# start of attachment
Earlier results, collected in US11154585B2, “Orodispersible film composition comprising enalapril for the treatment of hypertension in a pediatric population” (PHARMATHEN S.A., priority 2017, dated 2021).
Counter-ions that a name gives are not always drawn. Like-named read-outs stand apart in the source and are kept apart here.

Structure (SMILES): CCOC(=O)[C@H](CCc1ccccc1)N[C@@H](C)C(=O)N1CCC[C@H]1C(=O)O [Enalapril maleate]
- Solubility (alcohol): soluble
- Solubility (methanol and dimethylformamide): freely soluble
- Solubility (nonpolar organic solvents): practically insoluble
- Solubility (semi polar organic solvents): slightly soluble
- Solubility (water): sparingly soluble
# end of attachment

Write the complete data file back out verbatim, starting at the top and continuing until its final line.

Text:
Earlier results, collected in US11154585B2, “Orodispersible film composition comprising enalapril for the treatment of hypertension in a pediatric population” (PHARMATHEN S.A., priority 2017, dated 2021).
Counter-ions that a name gives are not always drawn. Like-named read-outs stand apart in the source and are kept apart here.

Structure (SMILES): CCOC(=O)[C@H](CCc1ccccc1)N[C@@H](C)C(=O)N1CCC[C@H]1C(=O)O [Enalapril maleate]
- Solubility (alcohol): soluble
- Solubility (methanol and dimethylformamide): freely soluble
- Solubility (nonpolar organic solvents): practically insoluble
- Solubility (semi polar organic solvents): slightly soluble
- Solubility (water): sparingly soluble